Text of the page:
The main proponent of this ‘remedy’ was the American Ernst Krebs Jr (photo, right), whose father had reported the alleged anticancer effects in rodents in the 1920s. Despite no evidence for its effectiveness, and no proper clinical trials, sales of Laetrile started to take off, partly because people were desperate for any hope of a cure, but also because it was marketed as being a ‘natural’ product, coming from apricots. The remarkable success of the sales of laetrile came about partly due to two myths propounded by Krebs Jr. In 1970, he announced (without evidence) that he had discovered that the cause of all cancers was a lack of a certain vitamin (in similar way to scurvy is a deficiency of vitamin C, or rickets of vitamin D). He said that the missing vitamin was actually amygdalin, and named it as ‘vitamin B17’, and by doing so plugged straight into the American public’s infatuation with vitamin supplements.
No, of course not. Krebs called it this to try to circumvent the strict screening required for new drugs. But that doesn’t stop it being advertised as such even to this day.
Arguably the more dangerous myth Krebs Jr created was that Laetrile was perfectly safe, in contrast to conventional ‘non-natural’ cancer remedies. This is potentially deadly, because amygdalin contains about 6% cyanide by weight, which means that a single 500 mg laetrile pill contains a potentially lethal dose if ingested orally. Indeed, medical trials on dogs showed laetrile to be toxic, and many patients who were treated with laetrile in a ‘border clinic’ in Mexico also suffered toxic effects. There were also a number of cases of patient deaths directly linked to laetrile consumption.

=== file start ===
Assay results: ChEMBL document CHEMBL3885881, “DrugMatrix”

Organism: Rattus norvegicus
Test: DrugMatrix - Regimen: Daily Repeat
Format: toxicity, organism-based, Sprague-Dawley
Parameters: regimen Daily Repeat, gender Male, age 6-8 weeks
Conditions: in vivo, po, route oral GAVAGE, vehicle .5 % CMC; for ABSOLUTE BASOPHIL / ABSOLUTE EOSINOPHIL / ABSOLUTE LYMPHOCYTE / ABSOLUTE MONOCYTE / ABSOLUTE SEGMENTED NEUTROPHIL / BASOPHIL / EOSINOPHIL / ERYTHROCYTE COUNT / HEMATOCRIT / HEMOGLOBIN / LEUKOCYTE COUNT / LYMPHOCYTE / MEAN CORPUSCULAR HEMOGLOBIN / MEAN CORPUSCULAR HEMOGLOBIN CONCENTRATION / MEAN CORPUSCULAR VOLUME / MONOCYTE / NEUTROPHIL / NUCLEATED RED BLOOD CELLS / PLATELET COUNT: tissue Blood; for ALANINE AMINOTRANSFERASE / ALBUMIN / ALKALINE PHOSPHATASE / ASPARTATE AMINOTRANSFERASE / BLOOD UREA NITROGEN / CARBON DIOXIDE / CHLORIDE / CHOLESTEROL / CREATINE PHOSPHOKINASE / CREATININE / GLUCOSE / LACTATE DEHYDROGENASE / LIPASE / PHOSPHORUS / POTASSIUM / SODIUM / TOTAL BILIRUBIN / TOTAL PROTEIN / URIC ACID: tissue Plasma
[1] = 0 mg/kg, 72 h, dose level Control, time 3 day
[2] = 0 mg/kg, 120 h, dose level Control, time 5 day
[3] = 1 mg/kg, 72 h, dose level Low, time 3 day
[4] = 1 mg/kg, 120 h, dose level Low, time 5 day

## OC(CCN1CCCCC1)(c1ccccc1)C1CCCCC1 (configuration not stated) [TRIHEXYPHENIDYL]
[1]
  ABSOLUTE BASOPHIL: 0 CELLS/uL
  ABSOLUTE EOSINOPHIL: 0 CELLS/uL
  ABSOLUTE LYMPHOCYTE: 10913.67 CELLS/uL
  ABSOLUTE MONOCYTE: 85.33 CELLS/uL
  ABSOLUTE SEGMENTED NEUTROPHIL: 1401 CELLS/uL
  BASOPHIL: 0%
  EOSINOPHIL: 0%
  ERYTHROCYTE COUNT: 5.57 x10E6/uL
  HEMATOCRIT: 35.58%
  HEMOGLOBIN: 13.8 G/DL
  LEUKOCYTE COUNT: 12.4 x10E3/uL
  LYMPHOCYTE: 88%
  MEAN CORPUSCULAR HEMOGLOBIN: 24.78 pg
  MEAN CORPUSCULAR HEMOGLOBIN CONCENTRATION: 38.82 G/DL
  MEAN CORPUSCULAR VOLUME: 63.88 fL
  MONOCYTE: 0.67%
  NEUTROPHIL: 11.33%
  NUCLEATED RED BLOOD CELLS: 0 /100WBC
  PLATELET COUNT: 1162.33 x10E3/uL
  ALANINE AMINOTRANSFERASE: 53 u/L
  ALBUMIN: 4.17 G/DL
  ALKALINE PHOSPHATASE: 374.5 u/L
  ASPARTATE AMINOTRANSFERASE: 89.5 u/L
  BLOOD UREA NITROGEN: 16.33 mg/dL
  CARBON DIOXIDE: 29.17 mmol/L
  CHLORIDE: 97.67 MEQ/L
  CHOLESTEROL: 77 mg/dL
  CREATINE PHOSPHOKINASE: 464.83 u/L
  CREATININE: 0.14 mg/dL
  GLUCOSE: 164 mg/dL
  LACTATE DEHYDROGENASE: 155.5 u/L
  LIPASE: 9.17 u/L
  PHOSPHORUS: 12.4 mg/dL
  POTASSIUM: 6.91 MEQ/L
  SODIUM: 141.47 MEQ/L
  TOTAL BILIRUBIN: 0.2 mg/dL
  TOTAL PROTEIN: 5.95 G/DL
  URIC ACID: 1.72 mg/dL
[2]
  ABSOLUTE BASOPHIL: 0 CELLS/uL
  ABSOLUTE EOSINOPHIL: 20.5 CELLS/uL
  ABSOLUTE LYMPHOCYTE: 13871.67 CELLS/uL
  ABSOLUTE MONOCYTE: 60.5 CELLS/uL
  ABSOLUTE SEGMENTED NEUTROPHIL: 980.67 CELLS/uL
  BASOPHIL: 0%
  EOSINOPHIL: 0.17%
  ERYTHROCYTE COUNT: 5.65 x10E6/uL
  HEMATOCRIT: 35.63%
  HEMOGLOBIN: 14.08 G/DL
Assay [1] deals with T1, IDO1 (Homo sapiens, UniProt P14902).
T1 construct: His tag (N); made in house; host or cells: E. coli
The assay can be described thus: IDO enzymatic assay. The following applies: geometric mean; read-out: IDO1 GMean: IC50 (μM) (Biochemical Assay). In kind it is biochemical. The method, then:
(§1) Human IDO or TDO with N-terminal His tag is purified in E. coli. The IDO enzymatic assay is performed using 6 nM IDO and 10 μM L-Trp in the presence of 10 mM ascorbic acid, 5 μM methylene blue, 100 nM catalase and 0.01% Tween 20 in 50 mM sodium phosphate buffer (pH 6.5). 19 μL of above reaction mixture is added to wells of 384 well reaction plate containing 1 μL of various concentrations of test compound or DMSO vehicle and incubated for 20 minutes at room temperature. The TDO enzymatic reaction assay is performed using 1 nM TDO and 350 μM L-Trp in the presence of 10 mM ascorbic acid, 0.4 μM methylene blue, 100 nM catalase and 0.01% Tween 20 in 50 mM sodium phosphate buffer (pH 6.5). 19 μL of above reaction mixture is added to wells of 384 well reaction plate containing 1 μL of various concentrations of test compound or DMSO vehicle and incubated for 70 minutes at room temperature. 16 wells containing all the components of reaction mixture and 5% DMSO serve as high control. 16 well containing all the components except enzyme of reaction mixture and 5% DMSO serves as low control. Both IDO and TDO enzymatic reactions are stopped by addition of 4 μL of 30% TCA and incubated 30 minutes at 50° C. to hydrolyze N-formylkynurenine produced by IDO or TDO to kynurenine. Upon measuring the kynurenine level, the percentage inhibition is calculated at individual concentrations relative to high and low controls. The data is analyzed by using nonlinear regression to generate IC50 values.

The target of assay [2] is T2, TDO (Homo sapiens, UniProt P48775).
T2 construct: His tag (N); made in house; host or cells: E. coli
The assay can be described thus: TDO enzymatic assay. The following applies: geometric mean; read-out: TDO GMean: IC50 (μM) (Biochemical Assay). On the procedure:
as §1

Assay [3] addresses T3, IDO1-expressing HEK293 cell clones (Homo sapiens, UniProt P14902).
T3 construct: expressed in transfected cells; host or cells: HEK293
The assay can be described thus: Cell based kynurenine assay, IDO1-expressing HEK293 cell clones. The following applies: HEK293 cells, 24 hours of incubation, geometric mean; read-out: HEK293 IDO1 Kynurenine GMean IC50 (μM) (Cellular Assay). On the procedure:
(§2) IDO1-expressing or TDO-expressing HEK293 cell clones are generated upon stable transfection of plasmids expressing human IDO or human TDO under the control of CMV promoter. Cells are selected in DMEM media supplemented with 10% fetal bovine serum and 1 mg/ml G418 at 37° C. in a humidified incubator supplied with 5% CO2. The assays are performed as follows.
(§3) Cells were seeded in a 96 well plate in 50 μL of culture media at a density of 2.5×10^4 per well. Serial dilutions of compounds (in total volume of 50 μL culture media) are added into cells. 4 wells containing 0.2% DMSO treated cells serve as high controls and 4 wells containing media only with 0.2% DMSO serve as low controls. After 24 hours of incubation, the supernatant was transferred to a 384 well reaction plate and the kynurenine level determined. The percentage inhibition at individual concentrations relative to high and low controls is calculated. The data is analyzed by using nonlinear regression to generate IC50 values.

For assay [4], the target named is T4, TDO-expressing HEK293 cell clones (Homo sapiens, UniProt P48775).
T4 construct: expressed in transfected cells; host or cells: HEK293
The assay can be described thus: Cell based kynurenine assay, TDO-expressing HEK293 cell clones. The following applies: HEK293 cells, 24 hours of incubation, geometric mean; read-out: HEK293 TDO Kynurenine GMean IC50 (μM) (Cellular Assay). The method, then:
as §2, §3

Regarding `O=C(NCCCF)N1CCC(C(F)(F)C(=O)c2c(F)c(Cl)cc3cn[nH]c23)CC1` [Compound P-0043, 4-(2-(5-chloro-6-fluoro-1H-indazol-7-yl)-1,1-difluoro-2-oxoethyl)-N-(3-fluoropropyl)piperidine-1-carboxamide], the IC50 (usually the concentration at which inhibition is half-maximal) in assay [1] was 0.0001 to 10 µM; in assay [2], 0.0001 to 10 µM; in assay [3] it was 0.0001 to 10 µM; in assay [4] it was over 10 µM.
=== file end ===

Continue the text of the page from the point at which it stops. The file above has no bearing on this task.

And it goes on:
In the 1970s, after it failed to prove effective against any form of cancer in multiple scientific tests, the US FDA refused to give it a medical license, and began to restrict access to it.
Unfortunately no. Advocates for its use suggested that there was a conspiracy between the FDA, the medical community, and ‘Big Pharma’ to prevent people from having access to this ‘cheap, painless remedy’, and force them to use the more expensive commercial drugs instead. They said this was exploiting the American people, and cancer patients specifically, who had the right to choose what medicine to take. Even celebrities such as the actor Steve McQueen was taken in by the hype. He travelled to Mexico to get laetrile as part of a course of alternative therapies to treat his lung cancer. Needless to say the treatment failed and McQueen died shortly afterwards.
Despite the lack of evidence that it worked, and the mounting evidence that it was actually dangerous, in the 1970s many States challenged the FDA in court saying they had no right to restrict the sales of a 'potentially life-saving drug'. Unbelievably they won, passing laws making laetrile legal in over 25 States. However, the FDA didn’t give in, as it is still illegal to transport laetrile across State lines, and vendors are still prosecuted for marketing it as a cancer treatment.
Amazingly it is still available in some States and in many counties, and on the internet, of course, and sold as part of a ‘holistic nutritional regime’ or for treating cancer pain – none of which have any evidence to back up the claims. Gradually, though, it is being recognised as ‘fake news’, and has been described as ‘a canonical example of quackery’. The FDA call it “a highly toxic product that has not shown any effect on treating cancer”, while Irving Lerner (University of Minnesota) called it “unquestionably the slickest, most sophisticated, and certainly the most remunerative cancer quack promotion in medical history.”
Back to Molecule of the Month page.